It’s so shiny in the light that the ‘brass’ on its wings take on just about any colour it’s paired with. Last year I took the photo below. I was amazed at how it merged itself into the decaying geranium leaf. The scientific name mentions gold twice. Diachrysia means ‘interwoven with gold’. Chrystitis means ‘like gold’. I find it strange that the common name is nothing to do with gold. Brass is not a precious metal  and, to add insult to injury, the  brass is burnished as if to replicate gold. Why not call it something more golden? I think the common name does the poor moth an injustice! On this occasion though, I was really pleased to see 5 of them in the box and 8 on the next Bubble HQ trapping night.

 

 

Two Peppered Moths came to the light. Like the Grey Arches, they evolved to have a darker background with lighter peppering to camouflage themselves on trees and buildings, blackened by air pollution. Here, in rural North Yorkshire, the Peppered Moth is usually light in colour with dark peppering. I did, however, have a darkened form last year.

 

Above and below the light form of Peppered Moth (Biston betularia)

 

A nice find was a Beautiful Snout. Found mainly in the south, it is not so common here around Bubble HQ. The larval foodplant is bilberry. Whilst there is bilberry up the hills and around Bubble HQ, I’m not so sure exactly where the nearest patch of it would be. I’d hazard a guess at Swift Alley some half a mile away.

 

Beautiful Snout (Hypena crassalis)

 

The Large and Light Emeralds came down in pairs so two of each. The Large Emerald’s scientific name is Geometra papilionara. The latter part relates to being like a butterfly in the way that it positions the wings. The former part made me smile. Geometra means ‘to measure land’ and describes the long lolloping, looping strides of the caterpillar as if, indeed, it is out in the field measuring it.

The latter part of the Light Emerald’s scientific name, Campaea margaritata, means ‘pearl’. It does certainly have that pearlescent look to it.

 

Light Emerald (Campaea margaritata) above & Large Emerald ( Geometra papilionara) below

 

The next trapping session was also a Bubble HQ and produced 159 moths of 50 species. Amongst all the usual moths, a Muslin Footman came down. Beautifully delicate, almost translucent, I can see why the common name refers to muslin. The scientific name Nudaria mundane also refers to the delicate look. Nudaria means ‘naked’ referring to the thin wing scales and mundane means ‘elegant’. It reminds me of Mother of Pearl, not the moth but actual Mother of Pearl. Not a common moth here.

 

 

In contrast to the delicacy of the Muslin Footman, a Common Footman came to the light, looking chunkier, stockier and a much more solid-looking moth. It likes to play dead when disturbed so, at first, I thought it was indeed, dead. Both of these footman moths like rocky places and the foodplants included lichens on trees, rocks and stone walls.

 

Common Footman (Eilema lurideola) 

 

The first Blood-vein of the year was in this box. It likes damp places with rank vegetation. Lovely. That, along with the name of ‘Blood-vein’, doesn’t really endear me to this moth which is a shame as it is beautiful with a thick redddish line running across the wings and a red tinge to the wing fringes. This one looked a bit tatty.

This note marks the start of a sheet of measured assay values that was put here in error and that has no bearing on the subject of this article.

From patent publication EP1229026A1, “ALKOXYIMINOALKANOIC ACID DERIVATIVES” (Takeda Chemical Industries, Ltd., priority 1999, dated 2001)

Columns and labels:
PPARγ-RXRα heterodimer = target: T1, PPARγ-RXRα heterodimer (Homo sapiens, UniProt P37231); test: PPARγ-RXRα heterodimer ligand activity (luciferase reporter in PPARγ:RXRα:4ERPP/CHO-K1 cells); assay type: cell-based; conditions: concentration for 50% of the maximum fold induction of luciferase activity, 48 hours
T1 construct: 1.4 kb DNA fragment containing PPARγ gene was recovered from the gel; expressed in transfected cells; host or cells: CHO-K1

Blood- vein (Timandra comae)

 


 

And tonight’s box produced…….nothing!

Having checked out suitable spots during the day, I thought I’d found an interesting spot. In daylight, Dark Green Fritillaries had flitted amongst the grasses and flowers, I found a Gold Swift and a Silver Ground Carpet asleep under bracken leaves and, more excitingly, I caught a Blackneck Moth, uncommon in these parts, flying amongst the undergrowth. So, I had no doubt that this would be a great area to set the moth box up in. How wrong was I?

I think that alarm bells were ringing when, as darkness fell, there were no midges about at all. It was very windy and, for July, really cold. Only the odd moth came to the light so I gave it up as a bad job and came home.

Not all was lost though….the sunset over Newclose Rigg was fantastic and I was accompanied all the while by Nightjars churring the night away. One even crossed in front of me on the way home. It was too dark for photos though.

 


 

Making Waves

 

Another new site, this time at Pexton Pond in Dalby Forest, saw me running around madly waving my net (I was getting strange looks from the ducks and geese) trying to catch loads of moths flying low over the surrounding undergrowth. They all, apart from one Small Magpie, turned out to be Small Fan-footed Waves. I caught 34 but there were many, many more.

Second on the list with 18 in total, and certainly not to be missed in this July report, was the July Highflyer.

 

July Highflyer (Hydriomena furcata)

 

 


 

Moths and Mammals

A trip to Little Dale and a new site at a disused quarry both in Dalby Forest both turned out to be fruitful. An intricately patterned moth that I had never seen before appeared in Little Dale. The micro moth Evergestis pallidata is uncommon in northern England so it was exciting to see it.

 

Evergestis pallidata

 

Also at Little Dale and also uncommon in the north was the Yellow-tail.

 

Yellow-tail (Euproctis similis)

 

Meanwhile, at the new site, the moth box light caught Six-spot Burnet cocoons on the grasses.

 

 

 

Several Pyrausta purpuralis were seen here. Amongst the larval foodplants is Wild Thyme which filled the quarry with scent so it wasn’t surprising to find this moth.

 

Pyrausta purpuralis

 

Throughout the time in the quarry, bats flew overhead. After a couple of hours, we packed up and were just about to leave when a hare ran out across the track with three leverets. The hare disappeared but the leverets followed my husband around everywhere. He couldn’t lose them. Eventually, they realised that he wasn’t mum and hunkered down in the undergrowth. Impossible to take photos of them in the dark but I tried. It was just a fantastic end to a good mothing night and ended July on a high. I was going to say ‘highflyer’ but that just might have been a bit too corny!

 


 

What’s in the box? June stats (totally unscientific!)

Number of sessions – 8

Temperatures – ranging from 10 to 22 degrees

Total number of moths – 1078

Most common – Small Fan-footed Wave

Most annoying – All the Waves (joint winners)

Best underwear – Green Arches

 

Most likely to appear in a Disney movie – Large Emerald

 

Most likely to appear in a horror movie – Blood-vein

Most Clingy – Drinker

Moth of the month Green Arches for camouflaging so well

 


 

Leave a Reply

Your email address will not be published. Required fields are marked *